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We propose a regularized linear learning algorithm to sequence groups of features, where each group incurs testtime cost or computation. Specifically, we develop a simple extension to Orthogonal Matching Pursuit (OMP) that respects the structure of groups of features with variable costs, and we prove that it achieves nearoptimal anytime linear prediction at each budget threshold where a new group is selected. Our algorithm and analysis extends to generalized linear models with multidimensional responses. We demonstrate the scalability of the resulting approach on large realworld datasets with many feature groups associated with testtime computational costs. Our method improves over Group Lasso and Group OMP in the anytime performance of linear predictions, measured in timeliness[7], an anytime prediction performance metric, while providing rigorous performance guarantees. 1
Exploiting Submodular Value Functions for Faster Dynamic Sensor Selection
"... A key challenge in the design of multisensor systems is the efficient allocation of scarce resources such as bandwidth, CPU cycles, and energy, leading to the dynamic sensor selection problem in which a subset of the available sensors must be selected at each timestep. While partially observable ..."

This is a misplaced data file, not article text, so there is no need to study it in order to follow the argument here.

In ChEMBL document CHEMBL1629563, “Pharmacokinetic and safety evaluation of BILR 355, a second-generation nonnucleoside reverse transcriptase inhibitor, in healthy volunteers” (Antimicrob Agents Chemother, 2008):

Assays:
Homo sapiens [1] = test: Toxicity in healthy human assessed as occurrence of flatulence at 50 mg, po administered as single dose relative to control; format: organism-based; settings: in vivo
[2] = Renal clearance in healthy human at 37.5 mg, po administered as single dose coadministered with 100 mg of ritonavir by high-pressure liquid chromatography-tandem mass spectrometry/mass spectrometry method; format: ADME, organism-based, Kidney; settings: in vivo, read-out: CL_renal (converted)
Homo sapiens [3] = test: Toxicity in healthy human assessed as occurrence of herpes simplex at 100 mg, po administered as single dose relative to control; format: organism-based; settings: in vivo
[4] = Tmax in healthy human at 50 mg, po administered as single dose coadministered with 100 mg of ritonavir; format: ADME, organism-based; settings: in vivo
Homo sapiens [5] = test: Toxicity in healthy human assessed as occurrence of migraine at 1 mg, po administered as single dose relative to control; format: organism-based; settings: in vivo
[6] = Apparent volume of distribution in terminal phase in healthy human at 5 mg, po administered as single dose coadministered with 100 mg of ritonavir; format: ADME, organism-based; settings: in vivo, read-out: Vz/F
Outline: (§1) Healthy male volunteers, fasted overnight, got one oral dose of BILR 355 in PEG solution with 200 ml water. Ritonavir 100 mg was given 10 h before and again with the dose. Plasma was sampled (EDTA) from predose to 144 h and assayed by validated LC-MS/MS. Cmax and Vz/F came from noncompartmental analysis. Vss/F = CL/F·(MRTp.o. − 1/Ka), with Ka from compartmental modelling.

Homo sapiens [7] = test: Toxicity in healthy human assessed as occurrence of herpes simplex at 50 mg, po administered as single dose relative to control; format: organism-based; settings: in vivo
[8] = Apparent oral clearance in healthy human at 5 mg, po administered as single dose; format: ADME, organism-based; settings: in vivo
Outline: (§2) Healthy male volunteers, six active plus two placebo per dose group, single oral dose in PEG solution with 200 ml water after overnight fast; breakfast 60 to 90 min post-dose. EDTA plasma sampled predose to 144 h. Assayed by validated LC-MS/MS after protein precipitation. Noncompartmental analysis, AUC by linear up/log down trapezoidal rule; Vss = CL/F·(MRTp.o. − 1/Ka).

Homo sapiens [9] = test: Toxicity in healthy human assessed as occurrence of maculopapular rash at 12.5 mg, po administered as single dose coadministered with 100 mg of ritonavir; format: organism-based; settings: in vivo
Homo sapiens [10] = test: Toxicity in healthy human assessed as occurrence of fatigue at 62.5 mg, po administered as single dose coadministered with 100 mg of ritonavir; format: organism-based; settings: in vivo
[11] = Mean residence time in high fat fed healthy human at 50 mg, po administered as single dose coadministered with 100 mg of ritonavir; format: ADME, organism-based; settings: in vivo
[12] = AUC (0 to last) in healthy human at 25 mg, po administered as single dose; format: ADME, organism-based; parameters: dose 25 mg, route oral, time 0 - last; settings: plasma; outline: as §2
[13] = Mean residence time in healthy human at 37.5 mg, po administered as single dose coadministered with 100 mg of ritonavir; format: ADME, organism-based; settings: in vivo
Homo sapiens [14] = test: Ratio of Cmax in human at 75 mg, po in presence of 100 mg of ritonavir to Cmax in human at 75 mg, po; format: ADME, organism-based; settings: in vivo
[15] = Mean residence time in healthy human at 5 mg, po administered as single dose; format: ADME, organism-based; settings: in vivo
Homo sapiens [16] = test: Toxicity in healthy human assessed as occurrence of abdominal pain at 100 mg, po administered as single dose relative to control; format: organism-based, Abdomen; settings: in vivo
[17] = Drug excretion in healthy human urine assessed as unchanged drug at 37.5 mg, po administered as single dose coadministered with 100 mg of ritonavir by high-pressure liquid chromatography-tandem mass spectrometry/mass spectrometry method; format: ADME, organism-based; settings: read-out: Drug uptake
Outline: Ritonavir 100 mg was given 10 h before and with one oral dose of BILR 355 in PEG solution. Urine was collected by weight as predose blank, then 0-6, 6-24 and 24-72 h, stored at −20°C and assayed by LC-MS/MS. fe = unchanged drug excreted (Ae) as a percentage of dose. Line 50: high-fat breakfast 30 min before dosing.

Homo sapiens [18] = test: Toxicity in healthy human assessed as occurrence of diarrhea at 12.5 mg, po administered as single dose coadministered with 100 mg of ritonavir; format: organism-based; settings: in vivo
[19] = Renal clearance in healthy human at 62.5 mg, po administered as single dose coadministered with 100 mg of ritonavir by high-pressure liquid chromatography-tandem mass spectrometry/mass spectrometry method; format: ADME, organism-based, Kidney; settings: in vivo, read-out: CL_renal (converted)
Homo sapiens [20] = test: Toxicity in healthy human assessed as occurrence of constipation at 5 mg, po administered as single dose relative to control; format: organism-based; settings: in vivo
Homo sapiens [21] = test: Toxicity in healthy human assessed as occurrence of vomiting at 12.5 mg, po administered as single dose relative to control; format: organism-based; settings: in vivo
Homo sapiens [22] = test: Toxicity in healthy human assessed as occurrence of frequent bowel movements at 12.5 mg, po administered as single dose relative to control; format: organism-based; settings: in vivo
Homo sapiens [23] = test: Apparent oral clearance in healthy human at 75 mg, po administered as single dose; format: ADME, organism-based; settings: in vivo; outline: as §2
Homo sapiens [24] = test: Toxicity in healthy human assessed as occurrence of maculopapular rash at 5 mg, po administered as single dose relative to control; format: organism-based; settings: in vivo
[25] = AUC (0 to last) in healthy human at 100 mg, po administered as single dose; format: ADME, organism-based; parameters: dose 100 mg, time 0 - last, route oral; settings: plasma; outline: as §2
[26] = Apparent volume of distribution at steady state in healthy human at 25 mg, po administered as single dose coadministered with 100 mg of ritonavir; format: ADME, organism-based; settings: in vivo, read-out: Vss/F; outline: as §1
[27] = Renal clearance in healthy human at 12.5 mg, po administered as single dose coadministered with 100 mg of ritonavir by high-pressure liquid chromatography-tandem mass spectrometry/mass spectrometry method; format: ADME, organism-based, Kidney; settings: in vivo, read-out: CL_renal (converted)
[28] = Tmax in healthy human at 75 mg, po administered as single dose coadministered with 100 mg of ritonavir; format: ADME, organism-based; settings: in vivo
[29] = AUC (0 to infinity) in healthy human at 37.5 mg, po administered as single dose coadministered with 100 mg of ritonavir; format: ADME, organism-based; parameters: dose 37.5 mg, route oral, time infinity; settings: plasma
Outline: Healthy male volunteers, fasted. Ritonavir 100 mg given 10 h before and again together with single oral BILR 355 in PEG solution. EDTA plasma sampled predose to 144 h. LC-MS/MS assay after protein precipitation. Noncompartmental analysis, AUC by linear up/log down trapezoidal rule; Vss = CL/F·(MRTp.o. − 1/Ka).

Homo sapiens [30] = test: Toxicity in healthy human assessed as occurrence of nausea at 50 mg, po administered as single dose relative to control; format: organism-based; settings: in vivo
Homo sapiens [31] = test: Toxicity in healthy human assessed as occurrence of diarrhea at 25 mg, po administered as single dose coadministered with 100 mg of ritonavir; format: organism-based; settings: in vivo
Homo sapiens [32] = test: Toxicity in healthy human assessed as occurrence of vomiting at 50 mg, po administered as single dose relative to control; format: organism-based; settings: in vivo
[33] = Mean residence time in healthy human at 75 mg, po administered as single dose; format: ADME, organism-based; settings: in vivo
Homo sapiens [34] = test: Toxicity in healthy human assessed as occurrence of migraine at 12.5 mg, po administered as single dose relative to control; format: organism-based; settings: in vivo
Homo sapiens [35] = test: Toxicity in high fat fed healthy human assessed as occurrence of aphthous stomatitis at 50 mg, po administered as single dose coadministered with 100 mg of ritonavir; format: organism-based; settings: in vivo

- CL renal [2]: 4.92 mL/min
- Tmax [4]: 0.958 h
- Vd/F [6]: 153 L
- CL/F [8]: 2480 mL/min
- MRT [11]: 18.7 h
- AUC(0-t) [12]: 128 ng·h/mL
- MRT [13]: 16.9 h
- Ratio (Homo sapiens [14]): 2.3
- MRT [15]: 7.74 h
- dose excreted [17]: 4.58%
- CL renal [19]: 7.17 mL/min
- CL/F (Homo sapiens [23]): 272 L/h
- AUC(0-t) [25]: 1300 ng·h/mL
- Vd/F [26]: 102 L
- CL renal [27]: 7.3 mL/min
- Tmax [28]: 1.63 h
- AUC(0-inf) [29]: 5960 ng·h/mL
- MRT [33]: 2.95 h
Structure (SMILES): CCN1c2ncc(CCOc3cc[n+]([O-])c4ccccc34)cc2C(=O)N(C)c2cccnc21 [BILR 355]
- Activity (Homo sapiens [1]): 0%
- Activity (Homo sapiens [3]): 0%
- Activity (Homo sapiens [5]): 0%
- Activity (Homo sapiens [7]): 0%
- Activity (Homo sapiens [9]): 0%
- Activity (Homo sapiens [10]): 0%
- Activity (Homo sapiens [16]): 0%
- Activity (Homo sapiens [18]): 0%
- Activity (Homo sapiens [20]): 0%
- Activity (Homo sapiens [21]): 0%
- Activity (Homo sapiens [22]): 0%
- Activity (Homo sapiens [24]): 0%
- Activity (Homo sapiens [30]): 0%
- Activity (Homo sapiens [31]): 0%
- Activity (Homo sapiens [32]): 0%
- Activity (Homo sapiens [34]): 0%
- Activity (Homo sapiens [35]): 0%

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A key challenge in the design of multisensor systems is the efficient allocation of scarce resources such as bandwidth, CPU cycles, and energy, leading to the dynamic sensor selection problem in which a subset of the available sensors must be selected at each timestep. While partially observable Markov decision processes (POMDPs) provide a natural decisiontheoretic model for this problem, the computational cost of POMDP planning grows exponentially in the number of sensors, making it feasible only for small problems. We propose a new POMDP planning method that uses greedy maximization to greatly improve scalability in the number of sensors. We show that, under certain conditions, the value function of a dynamic sensor selection POMDP is submodular and use this result to bound the error introduced by performing greedy maximization. Experimental results on a realworld dataset from a multicamera tracking system in a shopping mall show it achieves similar performance to existing methods but incurs only a fraction of the computational cost, leading to much better scalability in the number of cameras.